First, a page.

In the early 1990s, Krens considered moving some of Peggy Guggenheim’s collection from her Venice palazzo, but Rumney and two of her other grandsons, Nicolas and David Helion, filed suit. The claim languished in the courts for years, but in 1996 the heirs reached a settlement that honored the terms of Peggy Guggenheim’s will: nothing can be permanently moved from their grandmother’s palazzo. Prior to the suit, the Guggenheim-family members, according to a source, were increasingly sidelined by Krens, who was already flying around the world to implement his international vision. In 1991, Krens negotiated a deal with the Basque government, in Spain, to build a Guggenheim branch designed by Frank Gehry in the ugly industrial town of Bilbao. The terms, basically, were that the Guggenheim would lend its name and administrative expertise-for $20 million-and send over selected artworks and shows from New York, but that eventually the museum would build its own collection, thus turning Bilbao, a place few people had ever heard of, into a tourist attraction.
Critics claimed the endeavor was the McDonaldization of the Guggenheim-or, more simply, the McGuggenheim. “The risk was the Peggy Guggenheim collection could lose its idiosyncrasy,” says Rumney. “It could look like any other museum in the world.” But when Bilbao opened, in 1997, it was a howling success-culturally as well as fiscally. The distinctive, soaring structure attracts an average of 985,000 visitors a year, and over time the Basque government has succeeded in building a credible collection. Even Rumney admits, “You have to hand it to him: Bilbao worked.”
Buoyed by that success, Krens pursued other new venues-branches opened in Berlin and Las Vegas-but none were as successful as Bilbao. Meanwhile, the Guggenheim’s own collection did not substantially expand, and with a few exceptions, such as James Rosenquist and Robert Rauschenberg, major shows were few and far between. “It’s become the grow or die corporate motto of the late 80s,” says a former art-museum director. “There’s no real reason the Guggenheim is expanding. The point is, (the museum) doesn’t collect (major art), it doesn’t do art exhibitions except episodically, it doesn’t have a curator to publish research, and there is no educational program of any consequence.” (Calnek says that the museum has top-notch curators, leads the world in fine-art exhibitions, serves more than 175,000 people through its education department, and, under Krens’s directorship, has increased its collection by some 3,000 works.)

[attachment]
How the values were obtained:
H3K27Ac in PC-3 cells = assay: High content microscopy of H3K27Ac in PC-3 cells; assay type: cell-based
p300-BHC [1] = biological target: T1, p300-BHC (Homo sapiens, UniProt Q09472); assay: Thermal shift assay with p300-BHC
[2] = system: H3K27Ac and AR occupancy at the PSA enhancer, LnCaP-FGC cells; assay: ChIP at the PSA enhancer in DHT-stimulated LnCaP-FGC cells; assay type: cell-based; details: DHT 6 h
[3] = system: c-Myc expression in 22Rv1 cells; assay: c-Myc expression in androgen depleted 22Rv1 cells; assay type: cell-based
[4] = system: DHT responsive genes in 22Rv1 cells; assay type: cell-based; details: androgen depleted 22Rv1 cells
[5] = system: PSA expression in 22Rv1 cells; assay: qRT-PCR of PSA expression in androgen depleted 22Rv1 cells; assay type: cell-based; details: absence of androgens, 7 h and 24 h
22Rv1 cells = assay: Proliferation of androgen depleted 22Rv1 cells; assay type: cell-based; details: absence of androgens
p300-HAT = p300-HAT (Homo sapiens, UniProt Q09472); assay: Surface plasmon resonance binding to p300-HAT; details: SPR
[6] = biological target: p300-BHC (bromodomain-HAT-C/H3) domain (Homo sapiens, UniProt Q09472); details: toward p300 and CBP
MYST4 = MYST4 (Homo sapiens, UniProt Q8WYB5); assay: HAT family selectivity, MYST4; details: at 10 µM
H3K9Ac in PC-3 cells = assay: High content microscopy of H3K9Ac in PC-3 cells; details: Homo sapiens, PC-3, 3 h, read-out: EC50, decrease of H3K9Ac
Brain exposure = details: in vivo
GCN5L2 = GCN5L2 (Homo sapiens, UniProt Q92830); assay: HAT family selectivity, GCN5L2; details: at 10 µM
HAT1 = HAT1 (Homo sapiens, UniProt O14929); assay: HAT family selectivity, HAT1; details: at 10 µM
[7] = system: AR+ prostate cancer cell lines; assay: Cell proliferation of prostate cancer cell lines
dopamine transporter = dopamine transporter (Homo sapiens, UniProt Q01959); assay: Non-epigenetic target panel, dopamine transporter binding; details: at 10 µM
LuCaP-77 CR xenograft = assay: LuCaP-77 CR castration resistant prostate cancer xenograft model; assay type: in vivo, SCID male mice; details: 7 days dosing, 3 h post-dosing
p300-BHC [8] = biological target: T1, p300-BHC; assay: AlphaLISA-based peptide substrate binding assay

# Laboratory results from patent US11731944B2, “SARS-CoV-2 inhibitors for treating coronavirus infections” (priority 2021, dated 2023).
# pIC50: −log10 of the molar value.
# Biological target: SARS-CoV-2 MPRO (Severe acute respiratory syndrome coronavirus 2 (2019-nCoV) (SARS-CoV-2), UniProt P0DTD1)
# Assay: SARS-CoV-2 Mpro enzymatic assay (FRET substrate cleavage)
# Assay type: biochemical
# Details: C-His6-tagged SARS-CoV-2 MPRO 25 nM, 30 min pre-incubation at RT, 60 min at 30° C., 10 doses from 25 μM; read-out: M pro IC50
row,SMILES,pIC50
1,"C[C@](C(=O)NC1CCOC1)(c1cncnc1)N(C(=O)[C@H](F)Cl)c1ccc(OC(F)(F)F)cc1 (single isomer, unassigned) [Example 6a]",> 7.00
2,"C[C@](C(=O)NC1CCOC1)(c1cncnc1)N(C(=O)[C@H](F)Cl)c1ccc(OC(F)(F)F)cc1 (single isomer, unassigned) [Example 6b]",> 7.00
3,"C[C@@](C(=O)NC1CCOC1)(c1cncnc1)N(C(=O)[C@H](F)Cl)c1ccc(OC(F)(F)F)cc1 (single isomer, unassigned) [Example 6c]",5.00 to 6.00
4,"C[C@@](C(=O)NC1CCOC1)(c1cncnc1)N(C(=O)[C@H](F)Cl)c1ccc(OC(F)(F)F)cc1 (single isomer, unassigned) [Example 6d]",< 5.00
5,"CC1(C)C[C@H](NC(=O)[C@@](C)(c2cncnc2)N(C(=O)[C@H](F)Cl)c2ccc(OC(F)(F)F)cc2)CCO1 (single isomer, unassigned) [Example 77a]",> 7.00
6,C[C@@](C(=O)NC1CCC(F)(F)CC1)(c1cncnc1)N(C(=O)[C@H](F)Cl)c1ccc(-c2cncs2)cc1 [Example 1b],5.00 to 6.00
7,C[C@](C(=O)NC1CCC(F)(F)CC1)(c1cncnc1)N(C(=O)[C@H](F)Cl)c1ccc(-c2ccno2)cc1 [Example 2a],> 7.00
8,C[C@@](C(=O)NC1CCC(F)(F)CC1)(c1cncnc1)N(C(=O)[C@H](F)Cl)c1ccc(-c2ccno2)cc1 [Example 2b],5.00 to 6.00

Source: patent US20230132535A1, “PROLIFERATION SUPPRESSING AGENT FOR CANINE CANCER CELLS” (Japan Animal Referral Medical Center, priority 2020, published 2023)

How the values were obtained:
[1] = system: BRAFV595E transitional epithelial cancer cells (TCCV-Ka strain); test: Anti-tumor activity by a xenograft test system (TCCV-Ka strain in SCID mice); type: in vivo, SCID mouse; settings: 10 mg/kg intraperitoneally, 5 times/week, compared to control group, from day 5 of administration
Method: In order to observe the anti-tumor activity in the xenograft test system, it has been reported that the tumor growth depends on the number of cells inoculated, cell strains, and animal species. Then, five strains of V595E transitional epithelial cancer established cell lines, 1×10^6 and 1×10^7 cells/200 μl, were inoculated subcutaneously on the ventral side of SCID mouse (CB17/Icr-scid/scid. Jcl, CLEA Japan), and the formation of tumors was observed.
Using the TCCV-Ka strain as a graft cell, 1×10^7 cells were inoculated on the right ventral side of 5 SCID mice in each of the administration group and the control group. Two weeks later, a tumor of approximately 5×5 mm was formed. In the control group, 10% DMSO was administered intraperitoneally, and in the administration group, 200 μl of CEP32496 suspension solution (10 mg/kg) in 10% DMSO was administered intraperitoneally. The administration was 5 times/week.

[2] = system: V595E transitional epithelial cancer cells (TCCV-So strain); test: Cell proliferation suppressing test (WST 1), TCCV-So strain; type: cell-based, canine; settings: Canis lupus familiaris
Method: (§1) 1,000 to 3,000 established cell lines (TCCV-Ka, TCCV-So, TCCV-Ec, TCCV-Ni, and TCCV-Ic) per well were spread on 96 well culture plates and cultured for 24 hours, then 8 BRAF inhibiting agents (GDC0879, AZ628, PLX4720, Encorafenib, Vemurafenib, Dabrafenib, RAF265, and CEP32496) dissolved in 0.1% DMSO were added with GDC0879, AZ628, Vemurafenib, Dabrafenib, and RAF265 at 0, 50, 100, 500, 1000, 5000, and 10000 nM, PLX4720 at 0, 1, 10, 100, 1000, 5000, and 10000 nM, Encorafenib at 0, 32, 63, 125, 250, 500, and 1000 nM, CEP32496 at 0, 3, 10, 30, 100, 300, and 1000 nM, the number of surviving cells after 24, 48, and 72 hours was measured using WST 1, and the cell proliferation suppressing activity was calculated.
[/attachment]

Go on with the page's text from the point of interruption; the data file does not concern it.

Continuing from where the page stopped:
“I think Krens has not been able to find the time to lay out in an articulate way … the logic behind (his vision),” says Taylor in his friend’s defense. In fact, Krens’s aloofness has often been perceived as arrogance, something which his friends say is unfair. “He’s actually shy,” says Calnek. Others disagree.
“He’s perfectly articulate if he thinks you’ve got something to offer him; otherwise you may as well not exist,” says a person who claims he was shunned by Krens midway through a conversation when Krens suddenly spied wealthy financier Stephen Schwarzman across the room.
Another anecdote, according to The New York Times Magazine, has Krens telling the venerated 82-year-old American painter Ellsworth Kelly, “You know, Roy (Lichtenstein) has given us two works.” So Kelly, too, gave a painting willingly and has given the museum gifts of art on several occasions. In the same June 2002 New York Times Magazine article, deputy director and chief curator Lisa Dennison freely admitted that the museum does ask for art from living artists when the Guggenheim gives them a solo exhibition. Some critics think this can seem like taking bribes to give shows.
But, more than anything, it is the confusion underlying the institution’s fiscal management that is Krens’s Achilles’ heel; it has even been referred to in print as a Ponzi scheme. Many people seem unsure of how certain ideas were paid for. “I wondered a lot about what was going on,” says a former curator, “but if the board was in the dark, the staff was certainly in the dark.”